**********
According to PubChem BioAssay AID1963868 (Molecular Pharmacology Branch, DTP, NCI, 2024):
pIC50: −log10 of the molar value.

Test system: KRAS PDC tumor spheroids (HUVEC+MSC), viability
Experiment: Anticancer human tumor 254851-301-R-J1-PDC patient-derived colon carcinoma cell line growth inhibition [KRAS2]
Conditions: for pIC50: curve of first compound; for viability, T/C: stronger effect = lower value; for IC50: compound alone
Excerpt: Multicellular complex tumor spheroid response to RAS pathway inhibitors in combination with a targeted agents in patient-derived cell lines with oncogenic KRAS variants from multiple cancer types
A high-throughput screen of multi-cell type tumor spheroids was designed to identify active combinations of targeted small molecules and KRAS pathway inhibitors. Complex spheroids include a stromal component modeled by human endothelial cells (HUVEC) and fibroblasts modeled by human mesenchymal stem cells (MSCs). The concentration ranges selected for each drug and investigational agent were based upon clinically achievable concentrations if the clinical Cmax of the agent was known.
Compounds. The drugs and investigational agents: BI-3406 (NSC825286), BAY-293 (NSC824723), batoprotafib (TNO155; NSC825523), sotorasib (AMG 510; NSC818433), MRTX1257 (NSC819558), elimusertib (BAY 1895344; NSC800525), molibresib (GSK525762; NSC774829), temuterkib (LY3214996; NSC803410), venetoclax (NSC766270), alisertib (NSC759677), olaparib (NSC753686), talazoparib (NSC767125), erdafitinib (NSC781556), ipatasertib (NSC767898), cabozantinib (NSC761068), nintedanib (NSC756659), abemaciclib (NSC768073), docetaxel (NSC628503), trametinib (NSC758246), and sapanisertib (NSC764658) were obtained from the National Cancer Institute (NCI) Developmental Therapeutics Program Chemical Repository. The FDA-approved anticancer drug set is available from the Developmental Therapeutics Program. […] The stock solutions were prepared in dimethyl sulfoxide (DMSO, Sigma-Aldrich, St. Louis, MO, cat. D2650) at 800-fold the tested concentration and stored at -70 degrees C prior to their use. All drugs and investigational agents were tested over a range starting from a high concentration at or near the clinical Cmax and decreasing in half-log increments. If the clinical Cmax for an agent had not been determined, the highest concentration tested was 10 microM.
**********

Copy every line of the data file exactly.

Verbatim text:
According to PubChem BioAssay AID1963868 (Molecular Pharmacology Branch, DTP, NCI, 2024):
pIC50: −log10 of the molar value.

Test system: KRAS PDC tumor spheroids (HUVEC+MSC), viability
Experiment: Anticancer human tumor 254851-301-R-J1-PDC patient-derived colon carcinoma cell line growth inhibition [KRAS2]
Conditions: for pIC50: curve of first compound; for viability, T/C: stronger effect = lower value; for IC50: compound alone
Excerpt: Multicellular complex tumor spheroid response to RAS pathway inhibitors in combination with a targeted agents in patient-derived cell lines with oncogenic KRAS variants from multiple cancer types
A high-throughput screen of multi-cell type tumor spheroids was designed to identify active combinations of targeted small molecules and KRAS pathway inhibitors. Complex spheroids include a stromal component modeled by human endothelial cells (HUVEC) and fibroblasts modeled by human mesenchymal stem cells (MSCs). The concentration ranges selected for each drug and investigational agent were based upon clinically achievable concentrations if the clinical Cmax of the agent was known.
Compounds. The drugs and investigational agents: BI-3406 (NSC825286), BAY-293 (NSC824723), batoprotafib (TNO155; NSC825523), sotorasib (AMG 510; NSC818433), MRTX1257 (NSC819558), elimusertib (BAY 1895344; NSC800525), molibresib (GSK525762; NSC774829), temuterkib (LY3214996; NSC803410), venetoclax (NSC766270), alisertib (NSC759677), olaparib (NSC753686), talazoparib (NSC767125), erdafitinib (NSC781556), ipatasertib (NSC767898), cabozantinib (NSC761068), nintedanib (NSC756659), abemaciclib (NSC768073), docetaxel (NSC628503), trametinib (NSC758246), and sapanisertib (NSC764658) were obtained from the National Cancer Institute (NCI) Developmental Therapeutics Program Chemical Repository. The FDA-approved anticancer drug set is available from the Developmental Therapeutics Program. […] The stock solutions were prepared in dimethyl sulfoxide (DMSO, Sigma-Aldrich, St. Louis, MO, cat. D2650) at 800-fold the tested concentration and stored at -70 degrees C prior to their use. All drugs and investigational agents were tested over a range starting from a high concentration at or near the clinical Cmax and decreasing in half-log increments. If the clinical Cmax for an agent had not been determined, the highest concentration tested was 10 microM.